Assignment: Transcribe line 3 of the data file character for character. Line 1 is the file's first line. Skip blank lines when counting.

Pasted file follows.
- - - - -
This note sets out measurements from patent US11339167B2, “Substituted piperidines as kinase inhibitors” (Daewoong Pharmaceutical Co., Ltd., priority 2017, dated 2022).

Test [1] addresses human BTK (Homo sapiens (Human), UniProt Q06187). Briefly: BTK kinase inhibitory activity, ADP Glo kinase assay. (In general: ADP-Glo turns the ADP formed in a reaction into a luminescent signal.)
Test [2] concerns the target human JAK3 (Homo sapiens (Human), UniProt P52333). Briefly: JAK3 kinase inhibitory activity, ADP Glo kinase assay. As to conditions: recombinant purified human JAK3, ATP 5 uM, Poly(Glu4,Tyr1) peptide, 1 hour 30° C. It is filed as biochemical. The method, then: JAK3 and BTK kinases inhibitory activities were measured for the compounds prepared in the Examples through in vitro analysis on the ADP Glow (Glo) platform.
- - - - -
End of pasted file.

Test [2] concerns the target human JAK3 (Homo sapiens (Human), UniProt P52333). Briefly: JAK3 kinase inhibitory activity, ADP Glo kinase assay. As to conditions: recombinant purified human JAK3, ATP 5 uM, Poly(Glu4,Tyr1) peptide, 1 hour 30° C. It is filed as biochemical. The method, then: JAK3 and BTK kinases inhibitory activities were measured for the compounds prepared in the Examples through in vitro analysis on the ADP Glow (Glo) platform.